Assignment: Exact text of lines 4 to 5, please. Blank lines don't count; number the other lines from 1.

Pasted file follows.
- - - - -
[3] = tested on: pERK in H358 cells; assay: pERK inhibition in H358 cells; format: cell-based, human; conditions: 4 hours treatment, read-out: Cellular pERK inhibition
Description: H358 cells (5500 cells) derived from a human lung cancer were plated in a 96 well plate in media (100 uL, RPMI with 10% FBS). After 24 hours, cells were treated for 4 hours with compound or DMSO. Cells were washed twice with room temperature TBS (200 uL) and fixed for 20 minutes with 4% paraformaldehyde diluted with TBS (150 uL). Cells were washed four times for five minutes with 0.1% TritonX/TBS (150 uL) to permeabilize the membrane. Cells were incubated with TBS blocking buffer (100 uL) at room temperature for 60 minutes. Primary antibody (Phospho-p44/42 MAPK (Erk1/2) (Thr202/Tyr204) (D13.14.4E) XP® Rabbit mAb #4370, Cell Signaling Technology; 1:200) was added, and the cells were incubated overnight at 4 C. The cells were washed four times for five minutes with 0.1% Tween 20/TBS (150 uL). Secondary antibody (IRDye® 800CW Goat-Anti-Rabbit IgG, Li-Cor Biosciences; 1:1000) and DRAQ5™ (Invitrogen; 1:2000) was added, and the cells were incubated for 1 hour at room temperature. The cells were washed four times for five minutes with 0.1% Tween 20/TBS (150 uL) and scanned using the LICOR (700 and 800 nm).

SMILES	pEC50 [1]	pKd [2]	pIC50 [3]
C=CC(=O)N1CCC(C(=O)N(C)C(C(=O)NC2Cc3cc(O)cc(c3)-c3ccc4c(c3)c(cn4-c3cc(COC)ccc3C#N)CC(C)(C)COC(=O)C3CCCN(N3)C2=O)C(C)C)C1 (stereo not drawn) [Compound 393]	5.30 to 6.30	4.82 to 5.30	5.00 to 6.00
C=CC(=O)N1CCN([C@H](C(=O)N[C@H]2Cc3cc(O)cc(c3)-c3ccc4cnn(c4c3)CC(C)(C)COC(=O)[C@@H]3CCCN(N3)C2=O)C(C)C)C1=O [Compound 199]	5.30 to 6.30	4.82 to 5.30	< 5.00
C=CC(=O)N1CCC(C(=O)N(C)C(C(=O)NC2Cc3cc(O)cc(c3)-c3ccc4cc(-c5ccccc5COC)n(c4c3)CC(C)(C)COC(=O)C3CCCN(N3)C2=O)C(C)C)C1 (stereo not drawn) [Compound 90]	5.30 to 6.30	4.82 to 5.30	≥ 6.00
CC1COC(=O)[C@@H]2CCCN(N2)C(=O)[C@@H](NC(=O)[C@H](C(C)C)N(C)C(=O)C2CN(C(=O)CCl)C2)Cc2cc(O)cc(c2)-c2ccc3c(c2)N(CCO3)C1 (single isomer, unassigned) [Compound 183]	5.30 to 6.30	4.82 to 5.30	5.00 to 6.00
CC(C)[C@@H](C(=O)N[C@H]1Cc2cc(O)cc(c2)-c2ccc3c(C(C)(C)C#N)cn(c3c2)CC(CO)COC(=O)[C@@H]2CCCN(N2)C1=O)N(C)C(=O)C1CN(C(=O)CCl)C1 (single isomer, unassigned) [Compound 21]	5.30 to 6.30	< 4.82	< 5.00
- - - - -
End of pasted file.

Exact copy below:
C=CC(=O)N1CCC(C(=O)N(C)C(C(=O)NC2Cc3cc(O)cc(c3)-c3ccc4c(c3)c(cn4-c3cc(COC)ccc3C#N)CC(C)(C)COC(=O)C3CCCN(N3)C2=O)C(C)C)C1 (stereo not drawn) [Compound 393]	5.30 to 6.30	4.82 to 5.30	5.00 to 6.00
C=CC(=O)N1CCN([C@H](C(=O)N[C@H]2Cc3cc(O)cc(c3)-c3ccc4cnn(c4c3)CC(C)(C)COC(=O)[C@@H]3CCCN(N3)C2=O)C(C)C)C1=O [Compound 199]	5.30 to 6.30	4.82 to 5.30	< 5.00